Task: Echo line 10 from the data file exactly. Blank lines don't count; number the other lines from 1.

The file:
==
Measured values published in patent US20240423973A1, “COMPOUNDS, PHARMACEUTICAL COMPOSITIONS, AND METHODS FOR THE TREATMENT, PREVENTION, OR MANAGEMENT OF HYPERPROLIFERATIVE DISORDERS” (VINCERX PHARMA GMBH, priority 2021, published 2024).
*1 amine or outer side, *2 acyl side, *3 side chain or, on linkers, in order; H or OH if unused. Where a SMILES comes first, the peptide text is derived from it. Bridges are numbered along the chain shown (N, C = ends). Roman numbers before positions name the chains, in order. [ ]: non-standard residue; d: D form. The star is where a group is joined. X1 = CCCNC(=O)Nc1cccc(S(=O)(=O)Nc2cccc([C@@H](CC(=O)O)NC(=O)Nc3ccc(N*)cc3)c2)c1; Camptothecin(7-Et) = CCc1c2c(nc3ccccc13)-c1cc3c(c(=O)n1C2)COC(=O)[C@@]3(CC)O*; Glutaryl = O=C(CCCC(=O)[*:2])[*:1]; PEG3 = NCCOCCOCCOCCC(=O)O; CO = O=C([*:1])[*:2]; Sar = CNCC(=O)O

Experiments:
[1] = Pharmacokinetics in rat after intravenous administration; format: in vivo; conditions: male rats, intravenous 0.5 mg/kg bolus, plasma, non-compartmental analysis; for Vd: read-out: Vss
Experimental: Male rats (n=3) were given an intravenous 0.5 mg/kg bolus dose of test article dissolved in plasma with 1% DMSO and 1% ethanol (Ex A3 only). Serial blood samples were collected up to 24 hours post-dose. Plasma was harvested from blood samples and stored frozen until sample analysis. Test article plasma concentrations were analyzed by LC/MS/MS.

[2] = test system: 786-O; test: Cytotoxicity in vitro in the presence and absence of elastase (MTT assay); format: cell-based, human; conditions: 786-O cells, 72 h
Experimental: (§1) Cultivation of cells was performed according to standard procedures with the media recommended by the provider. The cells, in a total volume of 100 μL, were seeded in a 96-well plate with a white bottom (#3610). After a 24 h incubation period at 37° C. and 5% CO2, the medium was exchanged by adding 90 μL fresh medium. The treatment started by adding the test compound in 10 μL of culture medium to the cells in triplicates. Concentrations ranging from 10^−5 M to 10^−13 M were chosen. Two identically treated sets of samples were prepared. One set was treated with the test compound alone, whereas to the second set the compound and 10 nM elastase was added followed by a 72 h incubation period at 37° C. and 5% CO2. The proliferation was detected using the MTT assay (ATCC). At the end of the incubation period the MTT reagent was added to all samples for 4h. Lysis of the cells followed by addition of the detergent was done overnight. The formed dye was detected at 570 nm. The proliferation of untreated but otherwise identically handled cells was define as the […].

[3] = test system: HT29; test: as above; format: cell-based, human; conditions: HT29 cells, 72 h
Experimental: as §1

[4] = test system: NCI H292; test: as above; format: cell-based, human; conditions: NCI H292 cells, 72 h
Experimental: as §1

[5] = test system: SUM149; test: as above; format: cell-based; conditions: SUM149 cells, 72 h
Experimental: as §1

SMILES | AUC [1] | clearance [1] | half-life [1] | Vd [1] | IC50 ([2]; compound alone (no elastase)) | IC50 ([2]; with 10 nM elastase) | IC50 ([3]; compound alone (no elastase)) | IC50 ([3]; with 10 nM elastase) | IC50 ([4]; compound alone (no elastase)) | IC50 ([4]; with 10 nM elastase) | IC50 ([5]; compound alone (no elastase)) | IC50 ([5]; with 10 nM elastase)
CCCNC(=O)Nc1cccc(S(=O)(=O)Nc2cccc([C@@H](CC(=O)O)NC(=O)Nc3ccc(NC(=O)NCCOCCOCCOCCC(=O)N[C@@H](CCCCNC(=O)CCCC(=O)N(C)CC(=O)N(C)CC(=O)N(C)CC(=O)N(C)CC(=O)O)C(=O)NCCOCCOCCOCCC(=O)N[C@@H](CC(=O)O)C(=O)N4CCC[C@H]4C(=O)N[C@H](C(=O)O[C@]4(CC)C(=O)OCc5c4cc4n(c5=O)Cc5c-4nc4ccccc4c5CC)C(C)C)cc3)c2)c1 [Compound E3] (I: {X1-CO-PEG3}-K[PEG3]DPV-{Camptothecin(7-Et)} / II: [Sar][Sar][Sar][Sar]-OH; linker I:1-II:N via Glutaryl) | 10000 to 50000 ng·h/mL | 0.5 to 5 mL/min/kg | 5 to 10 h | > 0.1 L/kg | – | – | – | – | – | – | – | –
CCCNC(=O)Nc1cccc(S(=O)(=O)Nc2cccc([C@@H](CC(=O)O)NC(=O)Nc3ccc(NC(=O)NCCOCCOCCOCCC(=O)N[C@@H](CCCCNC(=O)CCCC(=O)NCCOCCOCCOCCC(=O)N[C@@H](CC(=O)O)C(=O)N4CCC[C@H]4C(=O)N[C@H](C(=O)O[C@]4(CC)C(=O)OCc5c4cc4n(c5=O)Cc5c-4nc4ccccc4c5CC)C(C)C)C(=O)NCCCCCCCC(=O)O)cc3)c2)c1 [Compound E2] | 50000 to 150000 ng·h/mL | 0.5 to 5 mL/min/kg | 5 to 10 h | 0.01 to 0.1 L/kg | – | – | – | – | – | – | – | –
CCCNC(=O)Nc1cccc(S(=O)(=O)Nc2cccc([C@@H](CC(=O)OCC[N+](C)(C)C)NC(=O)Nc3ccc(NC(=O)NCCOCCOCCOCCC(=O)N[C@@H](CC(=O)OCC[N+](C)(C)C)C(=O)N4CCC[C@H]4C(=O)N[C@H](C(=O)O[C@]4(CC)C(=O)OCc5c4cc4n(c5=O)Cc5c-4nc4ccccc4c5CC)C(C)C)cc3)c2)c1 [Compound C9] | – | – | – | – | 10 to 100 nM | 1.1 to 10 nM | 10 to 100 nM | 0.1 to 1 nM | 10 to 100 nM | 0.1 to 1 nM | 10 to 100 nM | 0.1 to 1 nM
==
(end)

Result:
[4] = test system: NCI H292; test: as above; format: cell-based, human; conditions: NCI H292 cells, 72 h